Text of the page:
Author: Artomity Magazine

Claire Lee

The Awakening  Charbon Art Space Hong Kong Oct 14 – Nov 11 Caroline Ha Thuc Claire Lee’s new series, which she started in early 2016, pertains to the figure of the bison, a species on the brick of extinction. The artist doesn’t question the bison’s perception but rather follows an anthropomorphic approach, using the mighty but fragile body of the animal to reflect on our human condition. The series needs to be contemplated as a whole, and the setting itself is part of the work. At the back of the gallery, sheets of poetry have been hung on the branches of trees, recalling shamanic prayer trees. Visitors can sit there and listen to the artist’s voice reading some of her poems. Most of the drawings are unframed, hung slightly away from the walls as if floating, or laid on rough wooden tables. The installation, in black, white and wood colours, creates an ethereal feeling and invites meditation. Lee’s drawings constantly play with the juxtaposition of calmness and sorrow, violence and healing, as she grabs the ephemeral …

Eric Fok

Far East Chronicle Karin Weber Gallery Hong Kong Nov 17 – Dec 30, 2017 Valencia Tong During the Age of Exploration, European men set sail to distant lands in the Americas, Africa and Asia to expand their empires. The treacherous journey to conquer new territories accelerated the development of cartography and mapmaking. Such maps have been an instrumental part in the history of colonialism; they depict boundaries and are expressions of power that reveal the geopolitical dynamics of a region. In this exhibition, Macau-born artist Eric Fok uses the rhetoric of the Age of Exploration in his intricate map-like works to explore the postcolonial condition of cities in Asia. He combines the imagined with the real, as well as history with modernity. The exhibition is reminiscent of a maritime museum showcasing historical artefacts. The meticulously hand-drawn illustrated maps are framed and hung on the walls of the gallery, dimly lit by the warm yellow light that floods the space. At the far end of the gallery is a wooden briefcase displaying one of the artist’s works. Despite the vintage look …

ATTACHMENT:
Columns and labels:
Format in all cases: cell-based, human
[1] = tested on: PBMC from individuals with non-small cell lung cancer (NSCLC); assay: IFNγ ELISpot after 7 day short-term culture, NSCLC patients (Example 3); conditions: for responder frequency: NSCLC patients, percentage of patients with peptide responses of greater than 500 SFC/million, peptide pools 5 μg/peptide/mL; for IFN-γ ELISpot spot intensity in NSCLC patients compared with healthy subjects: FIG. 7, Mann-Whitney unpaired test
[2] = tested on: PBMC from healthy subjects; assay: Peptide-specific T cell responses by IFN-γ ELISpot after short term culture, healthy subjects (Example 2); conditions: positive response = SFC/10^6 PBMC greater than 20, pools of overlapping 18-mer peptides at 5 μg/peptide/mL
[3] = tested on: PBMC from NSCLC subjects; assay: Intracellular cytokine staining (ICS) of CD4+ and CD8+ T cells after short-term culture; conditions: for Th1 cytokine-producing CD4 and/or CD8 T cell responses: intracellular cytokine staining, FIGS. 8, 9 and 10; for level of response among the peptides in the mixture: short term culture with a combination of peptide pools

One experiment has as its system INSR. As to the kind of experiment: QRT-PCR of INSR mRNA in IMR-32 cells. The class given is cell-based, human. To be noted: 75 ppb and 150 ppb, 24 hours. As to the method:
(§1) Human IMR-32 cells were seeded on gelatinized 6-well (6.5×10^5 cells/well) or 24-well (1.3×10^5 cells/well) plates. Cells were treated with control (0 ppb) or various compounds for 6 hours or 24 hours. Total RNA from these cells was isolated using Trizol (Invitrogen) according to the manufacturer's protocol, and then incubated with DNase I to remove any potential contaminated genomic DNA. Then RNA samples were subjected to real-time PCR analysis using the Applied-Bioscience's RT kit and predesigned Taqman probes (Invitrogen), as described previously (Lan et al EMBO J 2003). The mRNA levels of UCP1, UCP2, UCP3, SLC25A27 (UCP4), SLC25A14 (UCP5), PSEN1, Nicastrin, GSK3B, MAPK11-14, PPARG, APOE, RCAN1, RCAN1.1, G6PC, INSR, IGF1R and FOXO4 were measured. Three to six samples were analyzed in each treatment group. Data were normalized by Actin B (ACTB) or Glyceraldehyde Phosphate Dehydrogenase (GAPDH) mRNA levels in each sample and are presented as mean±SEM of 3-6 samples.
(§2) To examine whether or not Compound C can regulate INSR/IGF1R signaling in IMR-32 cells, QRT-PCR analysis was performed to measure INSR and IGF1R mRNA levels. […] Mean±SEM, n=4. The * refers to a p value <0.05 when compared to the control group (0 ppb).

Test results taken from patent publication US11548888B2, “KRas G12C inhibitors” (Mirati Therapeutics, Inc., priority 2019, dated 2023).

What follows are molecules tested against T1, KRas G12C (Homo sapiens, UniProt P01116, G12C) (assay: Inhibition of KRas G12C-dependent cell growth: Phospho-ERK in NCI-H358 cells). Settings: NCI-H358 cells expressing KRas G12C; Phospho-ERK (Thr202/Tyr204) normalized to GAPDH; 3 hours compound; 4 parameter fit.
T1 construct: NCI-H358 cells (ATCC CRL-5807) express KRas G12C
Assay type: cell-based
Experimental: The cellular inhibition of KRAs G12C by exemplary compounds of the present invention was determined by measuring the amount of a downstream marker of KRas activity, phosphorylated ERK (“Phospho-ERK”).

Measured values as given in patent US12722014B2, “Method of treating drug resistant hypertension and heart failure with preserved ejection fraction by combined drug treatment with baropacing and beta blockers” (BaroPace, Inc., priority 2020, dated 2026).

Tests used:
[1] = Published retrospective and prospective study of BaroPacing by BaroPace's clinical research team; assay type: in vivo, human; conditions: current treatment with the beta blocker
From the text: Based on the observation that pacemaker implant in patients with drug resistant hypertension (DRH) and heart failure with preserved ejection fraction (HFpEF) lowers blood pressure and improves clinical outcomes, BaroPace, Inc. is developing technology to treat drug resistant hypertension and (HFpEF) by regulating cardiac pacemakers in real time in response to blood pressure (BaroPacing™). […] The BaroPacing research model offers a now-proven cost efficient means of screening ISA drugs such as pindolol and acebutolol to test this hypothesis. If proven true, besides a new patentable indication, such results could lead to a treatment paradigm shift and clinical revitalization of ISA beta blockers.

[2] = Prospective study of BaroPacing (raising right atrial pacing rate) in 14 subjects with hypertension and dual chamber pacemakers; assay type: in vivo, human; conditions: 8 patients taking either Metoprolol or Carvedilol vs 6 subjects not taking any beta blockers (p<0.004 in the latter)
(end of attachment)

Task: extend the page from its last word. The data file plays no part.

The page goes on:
Toshio Matsumoto

Everything Visible is Empty Empty Gallery Hong Kong Sep 9 – Nov 18, 2017 Katherine Volk Visitors to the new Toshio Matsumoto (1932-2017) show at Empty Gallery were immersed in the artist’s experimental visuals as soon as the elevator doors to the gallery opened. Pulsating, coloured waves radiated from a central void and filled the opposite wall, while the entrance space was filled with cosmic sounds. White Hole (1979) simultaneously startled and mesmerised, taking the viewer on a journey into the void. This captivating start to the exhibition was only a taster of what was behind the next door. The gallery consulted with the late artist’s archive to present a retrospective of his newly restored work. The dark space, enclosed between black walls, ceilings and floors, was the perfect setting to display the dynamic aesthetic of the post-war image maker. Empty Gallery brought together a selection of the artist’s documentaries and short experimental films from 1960 to 1979, each featuring drastically different subjects, but connected through their enquiries into the complicated conditions of a changing Japanese society. Phantom (1975) and The Song of Stone (1963) …

Crossing Hong Kong’s Harbour

By John Batten The very first art objects mass-exported from China to buyers in Europe, Asia and the Ottoman Empire were designed-to-order, ceramic and porcelain chinoiserie items, often purely utilitarian: crockery dinner sets, jars and storage urns. In the 18th century worldwide trade expanded due to growing demand, sturdier ships and established trading routes. Canton, as Guangzhou was then known, was China’s only port open for foreign trade, and encouraged by the success of the porcelain trade the earliest China Trade paintings were created there. This established the practice for visiting European traders and military personnel to buy or commission a painting as a souvenir of their visit or an export product. Executed by Chinese artisan painters, China Trade paintings were completed in a western landscape painting style, often naive and using rudimentary perspective. The paintings focused on depicting Canton life, including factories, trading houses, foreign diplomatic quarters, landscape scenes and visiting ships – subjects that appealed to Europeans. The monopoly on British trade with India and China held by the British East India Company for more than two centuries ended …

Masatoshi Masanobu

Axel Vervoordt Gallery Hong Kong Nov 15, 2017 – Feb 10, 2018 Valencia Tong The word Gutai suggests wild, expressive gestures and performances, but the work of late Gutai artist Masatoshi Masanobu (1911-95) from the mid-1960s to the early 1970s in this exhibition at Axel Vervoordt Gallery is rather controlled and subdued. Masanobu met painter Jiro Yoshihara, co-founder of the post-war avant-garde group, in Kobe in 1947; Yoshihara founded Gutai in 1954 when Masanobu was 43. A prolific artist, Masanobu participated in a number of Gutai exhibitions until the group dissolved in 1972. The earth-tone enamel colours of the paintings in the current exhibition, coupled with the primitive yet abstract composition, make them oddly calming. The emphasis on the materiality of the paintings, rather than the fleeting performative actions, creates an illusion of weight and solidity. The mind becomes lost as the eye follows the wriggling lines, hand-drawn but calculated – unlike, for example, the casual scribbles of Cy Twombly. The brushstrokes recall a magnified version of the patterns of felt or knitted fabrics. As the Gutai Manifesto says, “Gutai art does not change …